Now see, this is one of those articles that just simply makes me do 2 things: laugh....and think "WTF“ at the same time. In 2005, a San Diago resident named Dante Dears was sentenced to prison for finding and running a group known as PHD, which stands for "Pimpin Hoes Daily“ (I don't think I need to tell you what type of business this group does do I?). When he appeared in court, agents demanded access to his phone, as it surely contained tracking data, websites visited, text messages and so on, to which the judge promptly agreed. The problem? That little security feature known as the Android pattern lock.
Apparently, after obtaining a search warrant for the phone on Febuary 13th, they took the phone to an FBI computer forensics lab in Southern California to have a look at its contents. Once it was there, the technicians apparently “attempted to gain access to the contents of the memory of the cellular telephone in question, but were unable to do so,” as reported by the FBI. The culprit was apparently Android's pattern unlock, which is funny as it's never been known for being the BEST security option.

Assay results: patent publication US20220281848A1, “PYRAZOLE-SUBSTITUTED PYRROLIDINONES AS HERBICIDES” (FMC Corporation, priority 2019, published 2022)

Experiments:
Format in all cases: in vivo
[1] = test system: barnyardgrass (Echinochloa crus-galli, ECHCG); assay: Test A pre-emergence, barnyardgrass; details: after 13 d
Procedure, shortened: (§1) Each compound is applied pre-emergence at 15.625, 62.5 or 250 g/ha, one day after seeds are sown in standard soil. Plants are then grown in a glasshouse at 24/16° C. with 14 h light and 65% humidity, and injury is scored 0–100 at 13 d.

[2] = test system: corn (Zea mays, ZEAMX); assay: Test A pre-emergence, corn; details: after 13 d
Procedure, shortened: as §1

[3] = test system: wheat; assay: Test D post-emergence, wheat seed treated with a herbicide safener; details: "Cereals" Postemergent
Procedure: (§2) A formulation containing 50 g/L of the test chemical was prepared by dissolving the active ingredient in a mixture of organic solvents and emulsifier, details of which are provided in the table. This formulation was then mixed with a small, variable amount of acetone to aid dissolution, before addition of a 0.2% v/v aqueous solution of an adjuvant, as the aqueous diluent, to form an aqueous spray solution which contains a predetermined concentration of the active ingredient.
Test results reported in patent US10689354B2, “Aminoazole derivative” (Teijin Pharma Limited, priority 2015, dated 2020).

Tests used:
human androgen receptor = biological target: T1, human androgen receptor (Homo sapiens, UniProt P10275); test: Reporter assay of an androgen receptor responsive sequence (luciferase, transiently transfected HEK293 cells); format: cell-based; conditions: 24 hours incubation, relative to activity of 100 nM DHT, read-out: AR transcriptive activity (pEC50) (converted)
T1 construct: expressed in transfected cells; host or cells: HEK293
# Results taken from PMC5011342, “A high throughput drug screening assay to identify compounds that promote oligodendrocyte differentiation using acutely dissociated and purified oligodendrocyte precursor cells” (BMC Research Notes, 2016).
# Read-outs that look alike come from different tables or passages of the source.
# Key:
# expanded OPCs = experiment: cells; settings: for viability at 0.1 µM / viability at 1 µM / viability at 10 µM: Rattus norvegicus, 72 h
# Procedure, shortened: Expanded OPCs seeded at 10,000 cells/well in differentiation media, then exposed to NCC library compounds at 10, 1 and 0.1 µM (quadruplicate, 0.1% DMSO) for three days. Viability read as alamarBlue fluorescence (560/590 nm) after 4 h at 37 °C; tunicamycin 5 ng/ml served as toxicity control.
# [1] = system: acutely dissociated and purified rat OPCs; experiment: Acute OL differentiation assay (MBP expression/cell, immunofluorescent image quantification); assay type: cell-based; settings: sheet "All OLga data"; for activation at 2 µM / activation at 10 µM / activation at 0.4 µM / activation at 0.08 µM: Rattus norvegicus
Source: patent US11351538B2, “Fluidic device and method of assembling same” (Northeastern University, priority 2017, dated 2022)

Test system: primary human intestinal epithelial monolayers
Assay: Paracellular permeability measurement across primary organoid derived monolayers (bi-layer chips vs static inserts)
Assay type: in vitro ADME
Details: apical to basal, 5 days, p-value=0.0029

Technicians attempted multiple times to enter the pattern, but missed so many times that it could only be unlocked using the pimps Gmail credentials. But as he refused to tell the FBI what they were, they were forced to go back to the judge to get a new warrant, and this time it was served to Google directly (I am NOT making this up).
The FBI is apparently trying to obtain the following from the phone:
- The subscriber's name, address, Social Security number, account login and password
- “All e-mail and personal contact list information on file for cellular telephone”
- The times and duration of every webpage visited
- All text messages sent and received from the phone, including photo and video messages
- Any e-mail addresses or instant messenger accounts used on the phone
- “Verbal and/or written instructions for overriding the ‘pattern lock’ installed on the” phone
- All search terms, Internet history, and GPS data that Google has stored for the phone
But not so fast! Security researcher Chris Soghoian pointed out that "Given that an unlocked smartphone will continue to receive text messages and new emails (transmitted after the device was first seized), one could reasonably argue that the government should have to obtain a wiretap order in order to unlock the phone,". This is getting more and more complicated, and all because of pattern lock. (I'm actually laughing out loud right now).
Apparently the warrant was granted, but Google has yet to respond to questions as to whether they supply law enforcement with the needed info to unlock Android phones.
You know how the saying goes: "Pimpin ain't easy“...but it sure seems a hell of a lot eat easier (or harder for the FBI) to pimp if you're using Android pattern unlock.
Picture credits: aleasemichelle.typepad.com